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Mitt Romney

Another look at a savvy loser

- The Washington Times

Mitt Romney would defeat Barack Obama if they were matched again today. One or two polls say so. But they’re not matched today and a poll like that is only for a friendly conversation over a cup of coffee.

Waiting for Godot Court Ruling Illustration by Greg Groesch/The Washington Times

Suing the feds gets old

There is a reason so many citizens who reach the Supreme Court of the United States in their battles with the federal government and emerge to face reporters and their cameras are elderly, white-haired widows. Fighting the world’s largest law firm is like “Waiting for Godot,” but worse. Samuel Beckett’s absurdist play was fiction, but the ludicrous lengths to which federal lawyers go to avoid Judgment Day is all too real. Stanley K. Mann of Colorado, now 82, spent 20 years awaiting that day.

** FILE ** House Budget Committee Chairman Rep. Paul Ryan, R-Wis. (AP Photo/Lauren Victoria Burke)

Clinging to a tax-and-spend doctrine

The Obama administration continues to run up big budget deficits and huge long-term debts that threaten our economic future and put our national security in peril.

Congressional Internet Regulation and Taxation Plan Illustration by Greg Groesch/The Washington Times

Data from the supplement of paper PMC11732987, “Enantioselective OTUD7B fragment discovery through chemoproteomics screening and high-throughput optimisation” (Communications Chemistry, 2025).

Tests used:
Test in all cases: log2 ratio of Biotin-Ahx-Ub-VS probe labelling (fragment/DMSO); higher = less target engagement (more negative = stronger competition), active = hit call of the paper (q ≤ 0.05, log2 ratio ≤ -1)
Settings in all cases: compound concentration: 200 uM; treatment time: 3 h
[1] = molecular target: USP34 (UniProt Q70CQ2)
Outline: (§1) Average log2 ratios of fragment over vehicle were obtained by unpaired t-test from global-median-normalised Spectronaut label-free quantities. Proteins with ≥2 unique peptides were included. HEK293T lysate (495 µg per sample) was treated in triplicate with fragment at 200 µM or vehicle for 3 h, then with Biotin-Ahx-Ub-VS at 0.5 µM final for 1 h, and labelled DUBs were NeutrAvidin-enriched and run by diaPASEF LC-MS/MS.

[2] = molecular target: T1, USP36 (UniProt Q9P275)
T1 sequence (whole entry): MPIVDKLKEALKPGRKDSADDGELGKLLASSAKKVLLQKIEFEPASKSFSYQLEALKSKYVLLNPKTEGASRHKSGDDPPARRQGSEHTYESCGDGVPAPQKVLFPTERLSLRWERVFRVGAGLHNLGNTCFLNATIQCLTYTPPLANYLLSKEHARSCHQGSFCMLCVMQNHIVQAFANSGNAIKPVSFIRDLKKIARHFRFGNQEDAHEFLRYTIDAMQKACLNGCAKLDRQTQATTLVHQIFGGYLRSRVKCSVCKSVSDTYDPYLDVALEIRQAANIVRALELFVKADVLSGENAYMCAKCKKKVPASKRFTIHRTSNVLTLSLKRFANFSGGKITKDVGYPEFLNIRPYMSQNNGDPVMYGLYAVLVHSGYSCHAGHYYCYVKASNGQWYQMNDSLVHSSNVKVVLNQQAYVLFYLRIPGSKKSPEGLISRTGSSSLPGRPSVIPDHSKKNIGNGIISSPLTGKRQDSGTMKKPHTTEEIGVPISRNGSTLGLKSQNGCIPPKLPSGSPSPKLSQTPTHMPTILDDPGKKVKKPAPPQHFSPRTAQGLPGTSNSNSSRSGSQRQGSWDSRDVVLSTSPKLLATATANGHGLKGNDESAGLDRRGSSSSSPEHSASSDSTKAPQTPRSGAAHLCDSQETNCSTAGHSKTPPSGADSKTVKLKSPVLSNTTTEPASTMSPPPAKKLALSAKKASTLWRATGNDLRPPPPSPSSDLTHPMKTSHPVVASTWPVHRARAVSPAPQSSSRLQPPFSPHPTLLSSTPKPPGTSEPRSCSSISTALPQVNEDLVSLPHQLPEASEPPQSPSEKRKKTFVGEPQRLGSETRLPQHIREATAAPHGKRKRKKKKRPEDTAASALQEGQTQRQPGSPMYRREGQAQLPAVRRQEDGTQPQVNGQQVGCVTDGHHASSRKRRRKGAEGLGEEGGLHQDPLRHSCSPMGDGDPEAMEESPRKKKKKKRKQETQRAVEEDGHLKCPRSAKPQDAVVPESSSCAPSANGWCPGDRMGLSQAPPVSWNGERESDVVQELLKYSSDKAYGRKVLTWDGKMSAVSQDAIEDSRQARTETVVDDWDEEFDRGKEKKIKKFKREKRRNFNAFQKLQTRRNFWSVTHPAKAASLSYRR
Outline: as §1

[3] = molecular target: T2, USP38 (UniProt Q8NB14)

Choosing between two Internet evils

For the past several years, a group of senators has been desperate to enact a tax on Internet sales, attempting a number of strategies that have, thankfully, failed.

Iraq ISIS ISIL Jihadi Illustration by Greg Groesch/The Washington Times

The radical side of social media

The British accent heard from the man who brutally murdered U.S. journalist James Foley last week is another reminder that British citizens are traveling to Syria to join terrorist organizations in unprecedented numbers. In the past few years, the Internet, which quickly spread the grisly video of his death far and wide, has transformed how the toxic message of radical Islam and jihad in Syria, which inspires these men, can be spread.

Flag of Uslam Illustration by Greg Groesch/The Washington Times

Finally confronting the Islamist threat

America’s inconsistent response to the current Islamic State atrocities indicates that we are failing to understand, or deliberately ignoring, the facts that drive the terrorist organization’s ideology.

FILE - In this June 23, 2014 file photo, Rep. Charles Rangel, D-N.Y., takes questions from reporters in New York. On Tuesday, June 24, 2014, Rangel, 84, is running for his 23rd term in the House of Representatives and is facing what could be his tightest race, the Democratic primary for the 13th Congressional District. (AP Photo/Seth Wenig, File)

The Republican racist myth

Charles Rangel is peddling a libel, and Republicans should say so, loudly and often.